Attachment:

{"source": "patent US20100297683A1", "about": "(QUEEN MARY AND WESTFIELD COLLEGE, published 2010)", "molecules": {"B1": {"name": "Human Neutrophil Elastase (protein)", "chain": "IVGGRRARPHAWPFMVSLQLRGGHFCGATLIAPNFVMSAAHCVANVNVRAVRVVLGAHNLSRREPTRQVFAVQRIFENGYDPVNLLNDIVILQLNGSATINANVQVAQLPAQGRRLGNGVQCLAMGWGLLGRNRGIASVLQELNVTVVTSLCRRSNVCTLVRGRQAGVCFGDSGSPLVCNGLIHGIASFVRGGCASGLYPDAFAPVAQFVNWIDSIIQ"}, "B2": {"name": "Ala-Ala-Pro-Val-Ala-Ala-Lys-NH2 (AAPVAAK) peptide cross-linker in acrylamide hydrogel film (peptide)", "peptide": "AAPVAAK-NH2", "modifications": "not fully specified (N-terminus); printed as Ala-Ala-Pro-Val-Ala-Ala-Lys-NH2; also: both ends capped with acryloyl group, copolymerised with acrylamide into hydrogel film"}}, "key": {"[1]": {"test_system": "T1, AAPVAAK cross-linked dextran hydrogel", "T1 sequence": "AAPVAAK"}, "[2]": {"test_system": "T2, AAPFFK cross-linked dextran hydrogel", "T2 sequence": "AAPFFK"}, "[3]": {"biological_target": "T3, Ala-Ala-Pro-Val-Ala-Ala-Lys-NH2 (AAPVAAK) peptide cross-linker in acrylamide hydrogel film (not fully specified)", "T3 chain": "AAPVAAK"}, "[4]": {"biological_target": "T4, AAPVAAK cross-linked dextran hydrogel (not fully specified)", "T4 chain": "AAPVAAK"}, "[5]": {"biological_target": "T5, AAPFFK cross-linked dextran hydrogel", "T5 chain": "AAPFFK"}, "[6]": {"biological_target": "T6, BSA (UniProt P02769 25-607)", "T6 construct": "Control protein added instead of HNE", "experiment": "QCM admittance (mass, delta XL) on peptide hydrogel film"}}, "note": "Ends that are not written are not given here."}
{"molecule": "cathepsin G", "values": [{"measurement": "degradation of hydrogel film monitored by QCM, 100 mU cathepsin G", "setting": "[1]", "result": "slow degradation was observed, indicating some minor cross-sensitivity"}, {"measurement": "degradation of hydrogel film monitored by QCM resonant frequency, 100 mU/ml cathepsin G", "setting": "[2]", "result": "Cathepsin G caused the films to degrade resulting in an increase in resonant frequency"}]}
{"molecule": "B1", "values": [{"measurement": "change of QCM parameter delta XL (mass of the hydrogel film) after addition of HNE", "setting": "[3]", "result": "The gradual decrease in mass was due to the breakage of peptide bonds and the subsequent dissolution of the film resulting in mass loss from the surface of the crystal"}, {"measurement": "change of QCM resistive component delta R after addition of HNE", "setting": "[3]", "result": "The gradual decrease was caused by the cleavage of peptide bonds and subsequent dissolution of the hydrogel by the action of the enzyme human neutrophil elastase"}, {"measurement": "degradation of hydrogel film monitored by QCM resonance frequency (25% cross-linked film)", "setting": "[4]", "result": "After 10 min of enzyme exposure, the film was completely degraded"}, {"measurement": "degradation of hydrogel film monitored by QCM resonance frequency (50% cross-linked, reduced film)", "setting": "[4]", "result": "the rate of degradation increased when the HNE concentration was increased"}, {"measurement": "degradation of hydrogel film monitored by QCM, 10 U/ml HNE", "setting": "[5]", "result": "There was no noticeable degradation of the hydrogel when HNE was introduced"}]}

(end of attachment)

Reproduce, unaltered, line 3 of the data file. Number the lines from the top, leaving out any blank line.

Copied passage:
{"molecule": "B1", "values": [{"measurement": "change of QCM parameter delta XL (mass of the hydrogel film) after addition of HNE", "setting": "[3]", "result": "The gradual decrease in mass was due to the breakage of peptide bonds and the subsequent dissolution of the film resulting in mass loss from the surface of the crystal"}, {"measurement": "change of QCM resistive component delta R after addition of HNE", "setting": "[3]", "result": "The gradual decrease was caused by the cleavage of peptide bonds and subsequent dissolution of the hydrogel by the action of the enzyme human neutrophil elastase"}, {"measurement": "degradation of hydrogel film monitored by QCM resonance frequency (25% cross-linked film)", "setting": "[4]", "result": "After 10 min of enzyme exposure, the film was completely degraded"}, {"measurement": "degradation of hydrogel film monitored by QCM resonance frequency (50% cross-linked, reduced film)", "setting": "[4]", "result": "the rate of degradation increased when the HNE concentration was increased"}, {"measurement": "degradation of hydrogel film monitored by QCM, 10 U/ml HNE", "setting": "[5]", "result": "There was no noticeable degradation of the hydrogel when HNE was introduced"}]}